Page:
Important stops on my way. From Ljubiš I have taken the fascination with verses and ambition to write. From Čajetina – the first serious love experience and the first written sonnet dedicated to Sekulić Olivera, starting: ”A sonnet wreath I make for you / You who are not far / I, who is cheating myself / That someone could love me too!” From Užice, even today I carry the doubt in everything I do, healthy doubt which doesn’t encourage, but initiates, makes me work better, write wittier, live more naturally, love more convincingly. I made first real friends from the art world in Užice, first honest friends. One of them is Milojko Đoković, reporter and publicist, also my godfather. From Užice I went to my first working action to Macedonia. There, in Pelagonia, on the slopes of Kajmakčalan, I made a decision to use my work for common wellbeing. After Pelagonia, I went to five or six more working actions and everywhere, besides working on the construction sites, I left a trace of my creative work. I wrote diaries, made wall newspaper, drew comics, entertained the participants! When the city Department of Culture called me in 1986 to become head of the ”Boško Buha” theater, I accepted immediately. I left for a salary one third lower than the one I had as editor in the ”Književne novine” publishing house. It was one more working action of mine! Even today, at the age of seventy-three, I’m a volunteer in the Culture and Education Community of Serbia and ”Friends of Serbian children”. I am involved in actions! Now I’m thinking about the last stop, where I’ll happily depart from life.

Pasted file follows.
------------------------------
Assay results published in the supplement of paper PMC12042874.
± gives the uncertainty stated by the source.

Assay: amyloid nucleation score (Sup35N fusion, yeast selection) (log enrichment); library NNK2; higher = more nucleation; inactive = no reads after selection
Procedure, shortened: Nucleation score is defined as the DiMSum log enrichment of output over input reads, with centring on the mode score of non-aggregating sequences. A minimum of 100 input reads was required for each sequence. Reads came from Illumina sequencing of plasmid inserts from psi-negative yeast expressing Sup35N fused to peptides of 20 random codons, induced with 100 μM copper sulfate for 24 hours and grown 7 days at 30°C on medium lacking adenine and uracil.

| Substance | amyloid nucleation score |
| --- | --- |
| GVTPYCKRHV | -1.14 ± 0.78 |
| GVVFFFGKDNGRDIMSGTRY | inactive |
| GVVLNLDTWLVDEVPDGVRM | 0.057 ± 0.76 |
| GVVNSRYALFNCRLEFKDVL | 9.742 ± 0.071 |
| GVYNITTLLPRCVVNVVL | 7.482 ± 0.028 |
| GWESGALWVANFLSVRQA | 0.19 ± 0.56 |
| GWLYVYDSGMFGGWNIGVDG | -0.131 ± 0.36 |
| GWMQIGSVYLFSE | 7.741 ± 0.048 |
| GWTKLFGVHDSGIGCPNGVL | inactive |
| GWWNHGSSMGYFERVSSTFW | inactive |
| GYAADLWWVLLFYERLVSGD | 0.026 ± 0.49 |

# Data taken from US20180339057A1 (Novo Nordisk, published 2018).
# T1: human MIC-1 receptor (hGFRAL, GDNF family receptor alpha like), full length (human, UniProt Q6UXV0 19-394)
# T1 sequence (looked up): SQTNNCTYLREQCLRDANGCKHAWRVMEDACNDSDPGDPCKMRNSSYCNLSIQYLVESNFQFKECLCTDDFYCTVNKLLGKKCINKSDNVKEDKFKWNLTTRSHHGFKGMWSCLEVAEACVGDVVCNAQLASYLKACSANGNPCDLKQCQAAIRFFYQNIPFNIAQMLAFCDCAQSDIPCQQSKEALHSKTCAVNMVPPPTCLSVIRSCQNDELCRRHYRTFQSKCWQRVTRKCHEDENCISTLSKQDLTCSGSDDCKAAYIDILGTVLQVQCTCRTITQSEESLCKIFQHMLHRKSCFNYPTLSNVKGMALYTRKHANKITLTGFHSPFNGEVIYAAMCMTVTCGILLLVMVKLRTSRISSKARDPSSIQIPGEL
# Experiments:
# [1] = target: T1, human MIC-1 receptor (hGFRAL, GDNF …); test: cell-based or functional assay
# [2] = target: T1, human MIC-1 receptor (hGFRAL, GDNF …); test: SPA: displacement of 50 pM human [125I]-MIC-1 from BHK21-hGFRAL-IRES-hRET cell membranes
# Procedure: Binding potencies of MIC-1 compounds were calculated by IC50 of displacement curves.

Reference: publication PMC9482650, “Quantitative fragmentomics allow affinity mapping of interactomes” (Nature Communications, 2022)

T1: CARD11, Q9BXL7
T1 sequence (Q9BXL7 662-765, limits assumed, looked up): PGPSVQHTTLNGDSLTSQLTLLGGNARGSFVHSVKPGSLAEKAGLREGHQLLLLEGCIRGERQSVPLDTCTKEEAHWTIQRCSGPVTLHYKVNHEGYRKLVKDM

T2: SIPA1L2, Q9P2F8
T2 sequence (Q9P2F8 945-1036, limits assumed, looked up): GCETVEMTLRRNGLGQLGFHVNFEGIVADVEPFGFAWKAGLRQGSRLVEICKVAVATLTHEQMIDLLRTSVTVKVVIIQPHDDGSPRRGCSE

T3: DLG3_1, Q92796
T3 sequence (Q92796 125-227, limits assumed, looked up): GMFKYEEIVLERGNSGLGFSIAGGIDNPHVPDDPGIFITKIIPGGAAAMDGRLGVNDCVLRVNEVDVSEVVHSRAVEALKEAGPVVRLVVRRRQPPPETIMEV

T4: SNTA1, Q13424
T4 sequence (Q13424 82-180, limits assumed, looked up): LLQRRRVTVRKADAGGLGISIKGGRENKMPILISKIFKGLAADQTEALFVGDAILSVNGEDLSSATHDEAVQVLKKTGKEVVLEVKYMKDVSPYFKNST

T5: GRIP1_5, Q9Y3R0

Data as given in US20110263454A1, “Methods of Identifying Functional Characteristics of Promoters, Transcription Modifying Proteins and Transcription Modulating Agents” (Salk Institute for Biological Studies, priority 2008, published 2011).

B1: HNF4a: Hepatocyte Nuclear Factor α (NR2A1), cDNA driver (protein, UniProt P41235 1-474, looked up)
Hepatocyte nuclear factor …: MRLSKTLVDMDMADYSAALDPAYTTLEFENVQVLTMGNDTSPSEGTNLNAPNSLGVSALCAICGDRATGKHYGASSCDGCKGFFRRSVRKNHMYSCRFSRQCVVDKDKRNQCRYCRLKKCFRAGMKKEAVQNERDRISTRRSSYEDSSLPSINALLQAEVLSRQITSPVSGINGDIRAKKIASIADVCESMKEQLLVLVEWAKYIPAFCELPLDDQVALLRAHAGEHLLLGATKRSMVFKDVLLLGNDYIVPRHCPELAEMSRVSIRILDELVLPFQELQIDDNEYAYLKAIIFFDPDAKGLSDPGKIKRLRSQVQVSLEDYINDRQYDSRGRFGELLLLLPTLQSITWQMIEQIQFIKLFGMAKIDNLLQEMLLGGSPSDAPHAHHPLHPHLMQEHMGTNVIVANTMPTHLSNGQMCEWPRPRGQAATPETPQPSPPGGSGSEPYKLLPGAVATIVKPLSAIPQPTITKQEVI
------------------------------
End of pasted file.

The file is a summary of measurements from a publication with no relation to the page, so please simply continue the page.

It will surely be one of my Free Territories, in Baćevac near Belgrade or in Ljubiš!